“In addition to all of this, take up the shield of faith, with which you can extinguish all the flaming arrows of the evil one.” (Ephesians 6:16)
The piece of armor Paul is referring to here is the large Roman shield covered with leather, which could be soaked in water and used to put out flame-tipped arrows.
Although the Roman soldiers needed this physical shield to protect them while in battle with surrounding armies, Paul knew that this church in Ephesus also needed a spiritual shield to protect them while in spiritual warfare with their spiritual enemy, “the evil one.” This protection they needed back then is the same protection we need right now, and it is called faith.
Faith is finding out what God’s truth is and acting on it, even if you don’t feel like it, agree with it, or even fully understand it. Faith is, therefore, not based on our feelings. Faith is based on our actions.
As a pharmacist, patients bring me prescriptions to be filled on a daily basis. They felt an ailment, went to the doctor, got examined, were diagnosed, and then the doctor wrote some illegible words on a sheet of paper and told them to bring the paper to me. The patients have no idea what the paper reads but are willing to bring it to me anyway. I take it, read it, fill the bottle with the medicine the doctor ordered and give it to the patients. They now have a bottle of pills they know nothing about. They also still have their original symptoms.
Turns out, going to the doctor, getting a diagnosis and a prescription, and going home with a bottle of pills is not the solution. The patient may not have been able to read what the doctor wrote nor fully understood the mechanism of action of the pills in his or her bottle, but he or she must still take the pills in order for the aliment to be cured. He or she must exercise faith in the doctor who wrote the prescription, the pharmacist who filled it, and the pills that claim to be effective.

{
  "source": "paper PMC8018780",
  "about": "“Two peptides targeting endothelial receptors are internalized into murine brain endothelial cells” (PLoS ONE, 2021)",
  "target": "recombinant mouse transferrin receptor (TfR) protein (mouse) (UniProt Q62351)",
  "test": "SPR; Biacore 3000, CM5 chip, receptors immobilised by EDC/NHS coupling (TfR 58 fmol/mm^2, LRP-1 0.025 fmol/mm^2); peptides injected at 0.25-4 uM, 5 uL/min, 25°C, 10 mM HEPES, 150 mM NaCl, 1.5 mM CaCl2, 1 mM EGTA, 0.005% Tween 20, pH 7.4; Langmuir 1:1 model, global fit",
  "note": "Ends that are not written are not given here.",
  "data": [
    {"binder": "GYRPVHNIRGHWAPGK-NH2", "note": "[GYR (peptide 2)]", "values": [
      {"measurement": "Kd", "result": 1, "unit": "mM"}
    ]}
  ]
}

As such, we must take up our shield of faith. Reading our Bibles, going to church, listening to worship music, and praying are essential. But until we exercise the faith those actions create, we are not “living by faith” (Romans 1:17) or “walking by faith” (2 Corinthians 5:7). It is this living and walking by faith that access the grace God has already deposited in our lives to assure us victory against the “evil one.”
It is faith that we are to stand behind to be shielded from all the flames that have been darted our way to destroy us.
I remember “taking up the shield of faith” when at an impasse with a loved one. I received godly counsel to carry out some counter-intuitive acts of love and forgiveness towards this person. It seemed impossible. The advisor said “do it for me, Christy. Not for them and not for yourself, do it for me.” With those words in mind, I took her advice. I didn’t understand it nor did I feel like it, but I believed in her expertise and trusted her judgment. I did what she said and it was great advice.
Taking up the shield of faith is believing in His expertise and trusting in His judgment. It is doing what He says to do. This involves taking our eyes off of our situation and placing them on God. It involves acting based on His promises rather than our pain. Taking up the shield of faith means we live life knowing that eternal consequences are real. Each time we stand behind this protective armor, we are declaring that we trust God in every circumstance, no matter the cost. We are declaring that we fear God more than man and are committed to obeying the Bible even when we are “in our feelings” and it conflicts with our desires. We do this because, by faith, we believe God rewards those who seek Him (Hebrews 11:6).
Just as my patients must take the pills to achieve the results promised, we must take up our shield of faith. This will allow us to experience all that our God has promised those who live by and walk by, not their feelings on any given day, but rather their faith in Him.